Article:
In fact, science cannot—and does not—prove theories to be true. In the Popperian sense, science can only prove theories to be false, and it sometimes struggles to do even that. This is why a theoretical scientific prediction must be unambiguously falsifiable, and this is why evolution and the big bang fail to qualify as ‘science’.

I suspect that is probably quite different from what you—and many others—believe to be the case. It is, nonetheless, true, as confirmed by the editors of Science after a correspondent wrote in:6

“The title of the 6 May News of the Week story ‘At long last, Gravity Probe B satellite proves Einstein right’ (p. 649) made me cringe. I find myself frequently repeating to students and the public that science doesn’t ‘prove’ theories. Scientific measurements can only disprove theories or be consistent with them. Any theory that is consistent with measurements could be disproved by a future measurement. I wouldn’t have expected Science magazine, of all places, to say a theory was ‘proved’.”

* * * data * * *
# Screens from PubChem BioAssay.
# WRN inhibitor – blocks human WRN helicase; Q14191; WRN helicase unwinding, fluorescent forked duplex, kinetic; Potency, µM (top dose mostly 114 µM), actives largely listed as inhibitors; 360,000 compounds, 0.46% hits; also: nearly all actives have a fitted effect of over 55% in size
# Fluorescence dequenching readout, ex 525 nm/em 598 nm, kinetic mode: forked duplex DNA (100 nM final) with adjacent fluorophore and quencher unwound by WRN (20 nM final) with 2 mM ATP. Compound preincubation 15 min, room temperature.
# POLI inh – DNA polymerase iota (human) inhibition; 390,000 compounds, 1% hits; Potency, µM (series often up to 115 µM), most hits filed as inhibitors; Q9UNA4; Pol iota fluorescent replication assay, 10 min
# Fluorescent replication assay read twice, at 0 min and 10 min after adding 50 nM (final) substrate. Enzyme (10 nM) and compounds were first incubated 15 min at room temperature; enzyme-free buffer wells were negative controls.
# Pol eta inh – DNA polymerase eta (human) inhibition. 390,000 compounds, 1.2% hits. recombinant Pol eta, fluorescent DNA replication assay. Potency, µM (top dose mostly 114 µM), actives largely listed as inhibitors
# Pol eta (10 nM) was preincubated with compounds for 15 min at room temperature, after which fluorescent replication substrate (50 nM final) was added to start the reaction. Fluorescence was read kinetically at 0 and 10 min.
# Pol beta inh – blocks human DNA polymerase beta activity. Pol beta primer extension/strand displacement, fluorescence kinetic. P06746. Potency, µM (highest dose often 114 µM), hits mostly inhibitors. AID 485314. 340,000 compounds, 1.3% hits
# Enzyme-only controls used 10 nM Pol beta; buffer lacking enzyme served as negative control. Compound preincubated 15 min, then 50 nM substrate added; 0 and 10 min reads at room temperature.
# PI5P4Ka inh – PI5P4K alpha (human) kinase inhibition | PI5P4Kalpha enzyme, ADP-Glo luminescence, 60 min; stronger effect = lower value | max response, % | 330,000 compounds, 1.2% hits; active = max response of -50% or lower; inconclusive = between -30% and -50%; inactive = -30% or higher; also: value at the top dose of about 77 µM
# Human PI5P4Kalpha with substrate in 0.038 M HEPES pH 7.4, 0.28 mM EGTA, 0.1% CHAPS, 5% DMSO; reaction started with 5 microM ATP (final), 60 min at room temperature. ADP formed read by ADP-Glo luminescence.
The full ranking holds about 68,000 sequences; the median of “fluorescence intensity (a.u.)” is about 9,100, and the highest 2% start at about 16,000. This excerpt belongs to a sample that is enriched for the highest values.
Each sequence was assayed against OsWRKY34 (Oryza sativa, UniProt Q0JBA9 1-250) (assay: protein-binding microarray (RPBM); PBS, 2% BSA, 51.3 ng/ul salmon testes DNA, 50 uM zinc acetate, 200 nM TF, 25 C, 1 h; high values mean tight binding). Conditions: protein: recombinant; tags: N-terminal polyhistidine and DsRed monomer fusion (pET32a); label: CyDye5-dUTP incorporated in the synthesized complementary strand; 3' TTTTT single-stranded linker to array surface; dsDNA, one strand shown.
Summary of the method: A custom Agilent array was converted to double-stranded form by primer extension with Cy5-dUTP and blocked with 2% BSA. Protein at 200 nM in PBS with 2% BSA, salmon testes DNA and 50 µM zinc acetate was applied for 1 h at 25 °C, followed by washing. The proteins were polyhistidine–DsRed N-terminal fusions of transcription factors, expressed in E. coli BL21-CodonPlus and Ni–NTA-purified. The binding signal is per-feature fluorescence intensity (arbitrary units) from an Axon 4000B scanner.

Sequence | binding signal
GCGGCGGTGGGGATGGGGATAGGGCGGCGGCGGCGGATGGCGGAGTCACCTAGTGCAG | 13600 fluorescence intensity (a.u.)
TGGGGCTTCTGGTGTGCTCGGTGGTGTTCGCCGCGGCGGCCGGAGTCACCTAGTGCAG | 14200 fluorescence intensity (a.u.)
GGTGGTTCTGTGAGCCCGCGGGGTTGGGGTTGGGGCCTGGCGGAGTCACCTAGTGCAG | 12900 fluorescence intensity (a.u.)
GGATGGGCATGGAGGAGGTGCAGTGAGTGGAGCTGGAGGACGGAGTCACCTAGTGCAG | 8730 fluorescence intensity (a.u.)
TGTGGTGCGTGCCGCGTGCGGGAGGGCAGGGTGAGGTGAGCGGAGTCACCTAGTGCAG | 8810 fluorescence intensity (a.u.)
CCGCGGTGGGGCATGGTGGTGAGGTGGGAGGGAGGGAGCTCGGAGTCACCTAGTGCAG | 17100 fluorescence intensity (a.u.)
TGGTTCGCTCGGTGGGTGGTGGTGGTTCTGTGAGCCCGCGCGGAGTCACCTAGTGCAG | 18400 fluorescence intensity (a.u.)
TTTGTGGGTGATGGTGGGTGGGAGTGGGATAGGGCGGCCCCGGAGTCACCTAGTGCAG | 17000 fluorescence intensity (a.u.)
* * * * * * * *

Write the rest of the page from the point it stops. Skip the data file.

To which the editors replied:

“Bennett is completely correct. It’s an important conceptual point, and we blew it.”

The correspondent was Dr. Charles L. Bennett, Professor of physics and astronomy at Johns Hopkins University who, according to his page on the university website, earned his PhD at Massachusetts Institute of Technology and led NASA’s Wilkinson Microwave Anisotropy Probe (WMAP) mission, the early results of which were recognized by Science magazine as the 2003 “Breakthrough of the Year.” So I think that we can accept that Dr Bennett understands science. And the editors of Science agree.